“The Kings and their Gods”

Today’s first reading at Mass (2 Kings 24:8-17) describes briefly one of the key climactic points of the history of the Jewish people – the destruction of the city of Jerusalem by Nebuchadnezzar (called Nabucadonosor in older Catholic Bibles) in the year 597 BC and the exile into Babylon initially

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The Nativity of St John the Baptist

The feast of the Nativity of St John the Baptist is historically and culturally very important in this country because it’s a ‘Quarter day’, one of the signposts in the year when rents used to be due (like Lady Day), and it more or less coincides too with Midsummer Day,

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St Etheldreda

St Etheldreda, or Aethelthryth (the name is also the original of the name Audrey) was one of the great female saints of Anglo Saxon England. If you’ve ever watched (as I have recently) the Netflix series ‘The Last Kingdom’ (which hopefully will have at least one more series) you see

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Saints John Fisher and Thomas More

Today is a very special feast day in this country – Saints John Fisher and Thomas More – they weren’t martyred on the same day in 1535 – Fisher was killed on this day and More in early July. They symbolise jointly good and holy leadership of the Church (Fisher

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The Immaculate Heart of Mary

In the Church’s calendar the day after the feast of the Sacred Heart is the feast day of the Immaculate Heart of Mary. This stresses the closeness, the intimacy, between Our Lord and his Mother; we’re enabled to imagine his childhood (about which hardly anything is recorded) where he would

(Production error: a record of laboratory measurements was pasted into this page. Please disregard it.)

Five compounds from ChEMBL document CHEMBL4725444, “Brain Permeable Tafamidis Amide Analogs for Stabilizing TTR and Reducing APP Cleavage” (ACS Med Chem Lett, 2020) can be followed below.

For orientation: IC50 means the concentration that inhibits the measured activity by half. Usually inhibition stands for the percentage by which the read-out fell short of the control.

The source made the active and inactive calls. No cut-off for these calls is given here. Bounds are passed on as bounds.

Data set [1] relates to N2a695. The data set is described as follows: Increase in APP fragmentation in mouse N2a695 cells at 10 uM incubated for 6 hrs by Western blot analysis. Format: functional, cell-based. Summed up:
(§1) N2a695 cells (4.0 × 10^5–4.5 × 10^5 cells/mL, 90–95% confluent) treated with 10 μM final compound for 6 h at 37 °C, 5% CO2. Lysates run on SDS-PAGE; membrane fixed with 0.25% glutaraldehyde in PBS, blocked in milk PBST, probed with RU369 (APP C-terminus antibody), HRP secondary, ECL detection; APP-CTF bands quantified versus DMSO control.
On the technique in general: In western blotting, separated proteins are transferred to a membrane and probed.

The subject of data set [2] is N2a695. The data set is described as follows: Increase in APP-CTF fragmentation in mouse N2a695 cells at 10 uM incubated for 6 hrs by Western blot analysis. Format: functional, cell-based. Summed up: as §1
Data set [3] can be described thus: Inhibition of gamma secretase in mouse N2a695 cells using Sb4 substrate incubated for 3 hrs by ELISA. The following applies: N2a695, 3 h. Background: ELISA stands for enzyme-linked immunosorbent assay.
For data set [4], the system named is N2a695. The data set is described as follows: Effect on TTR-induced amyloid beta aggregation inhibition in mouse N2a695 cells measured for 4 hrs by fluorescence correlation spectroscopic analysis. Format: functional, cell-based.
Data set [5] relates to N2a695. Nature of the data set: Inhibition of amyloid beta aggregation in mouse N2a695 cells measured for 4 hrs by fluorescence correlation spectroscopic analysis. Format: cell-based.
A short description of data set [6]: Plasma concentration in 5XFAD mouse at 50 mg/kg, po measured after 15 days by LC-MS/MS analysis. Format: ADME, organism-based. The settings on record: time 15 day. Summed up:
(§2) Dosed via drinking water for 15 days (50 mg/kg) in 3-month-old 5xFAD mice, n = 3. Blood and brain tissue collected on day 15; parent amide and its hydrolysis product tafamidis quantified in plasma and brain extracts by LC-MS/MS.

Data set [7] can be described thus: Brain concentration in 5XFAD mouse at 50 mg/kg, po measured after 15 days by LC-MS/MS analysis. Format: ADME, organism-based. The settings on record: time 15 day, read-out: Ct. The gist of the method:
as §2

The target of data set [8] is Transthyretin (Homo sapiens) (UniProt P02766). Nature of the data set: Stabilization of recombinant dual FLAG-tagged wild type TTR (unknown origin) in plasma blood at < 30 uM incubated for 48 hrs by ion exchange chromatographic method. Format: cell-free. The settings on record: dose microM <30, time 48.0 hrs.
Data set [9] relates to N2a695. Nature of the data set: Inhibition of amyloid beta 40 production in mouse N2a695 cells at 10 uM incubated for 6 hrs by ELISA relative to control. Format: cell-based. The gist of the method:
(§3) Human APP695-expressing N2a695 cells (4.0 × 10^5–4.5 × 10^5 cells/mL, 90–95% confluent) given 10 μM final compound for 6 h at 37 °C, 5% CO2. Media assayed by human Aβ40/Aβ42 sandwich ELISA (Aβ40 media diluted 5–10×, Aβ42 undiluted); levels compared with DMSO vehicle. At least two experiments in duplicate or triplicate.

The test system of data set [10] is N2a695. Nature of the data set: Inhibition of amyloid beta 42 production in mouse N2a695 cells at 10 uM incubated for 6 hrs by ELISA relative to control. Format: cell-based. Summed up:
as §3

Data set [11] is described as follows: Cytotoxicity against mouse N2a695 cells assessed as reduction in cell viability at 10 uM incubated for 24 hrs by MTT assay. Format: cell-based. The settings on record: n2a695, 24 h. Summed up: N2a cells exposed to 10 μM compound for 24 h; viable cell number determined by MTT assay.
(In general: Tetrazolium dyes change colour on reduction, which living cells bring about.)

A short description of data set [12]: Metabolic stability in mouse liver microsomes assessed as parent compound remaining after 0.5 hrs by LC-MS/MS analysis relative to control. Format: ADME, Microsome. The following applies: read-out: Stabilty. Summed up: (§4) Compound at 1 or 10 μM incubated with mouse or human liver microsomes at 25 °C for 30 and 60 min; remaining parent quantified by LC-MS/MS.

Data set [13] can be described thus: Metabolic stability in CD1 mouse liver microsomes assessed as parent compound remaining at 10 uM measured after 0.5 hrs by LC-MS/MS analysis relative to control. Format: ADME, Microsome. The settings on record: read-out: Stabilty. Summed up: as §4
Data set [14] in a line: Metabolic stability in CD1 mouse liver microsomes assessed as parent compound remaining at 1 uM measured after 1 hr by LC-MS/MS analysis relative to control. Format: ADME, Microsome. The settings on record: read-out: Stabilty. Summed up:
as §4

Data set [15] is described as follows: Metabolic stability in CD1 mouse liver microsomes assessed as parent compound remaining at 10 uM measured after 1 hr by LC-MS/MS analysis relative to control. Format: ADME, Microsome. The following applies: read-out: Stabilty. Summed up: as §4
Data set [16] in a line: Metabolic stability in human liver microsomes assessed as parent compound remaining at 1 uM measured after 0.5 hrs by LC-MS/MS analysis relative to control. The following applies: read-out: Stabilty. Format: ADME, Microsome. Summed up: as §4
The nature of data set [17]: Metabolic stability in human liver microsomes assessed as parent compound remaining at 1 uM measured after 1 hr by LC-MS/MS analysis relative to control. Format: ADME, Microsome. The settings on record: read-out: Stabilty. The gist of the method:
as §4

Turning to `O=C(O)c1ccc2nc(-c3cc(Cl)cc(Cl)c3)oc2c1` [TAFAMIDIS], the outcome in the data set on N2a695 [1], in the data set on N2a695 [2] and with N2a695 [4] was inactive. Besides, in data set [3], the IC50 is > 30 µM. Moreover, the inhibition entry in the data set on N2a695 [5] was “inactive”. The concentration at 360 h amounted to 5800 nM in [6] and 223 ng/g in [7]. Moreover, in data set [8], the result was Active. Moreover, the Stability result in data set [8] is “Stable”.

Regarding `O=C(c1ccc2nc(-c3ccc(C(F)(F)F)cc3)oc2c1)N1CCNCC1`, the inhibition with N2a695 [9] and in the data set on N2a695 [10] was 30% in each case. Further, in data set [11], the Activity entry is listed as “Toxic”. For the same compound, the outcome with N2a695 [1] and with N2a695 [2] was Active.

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Feast of the Sacred Heart of Jesus

Today is the feast of the Sacred Heart. I have written about the feast for this weekend’s parish newsletter. The readings for today this year (Deuteronomy 7: 6-11, 1 John 4: 7-16 and Matthew 11: 23-30) speak to us of the depth of God’s love, represented for us in the

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Thursday’s Reflections

I have always been moved by the way in which the lectionary readings fit in coincidentally with what is going on our lives and in the life of the world. Our first reading today from the book of Ecclesiasticus (48:1-13) sums up, in very fulsome and elaborate language, Elijah, whose

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Wednesday’s Reflections

Our rather incomplete coverage at weekday Mass of the cycle of stories about the prophet Elijah concludes today (2 Kings 2) with the account of his assumption into heaven on a chariot – he passes on his cloak and his mission to his disciple Elisha. Interestingly here he is surrounded

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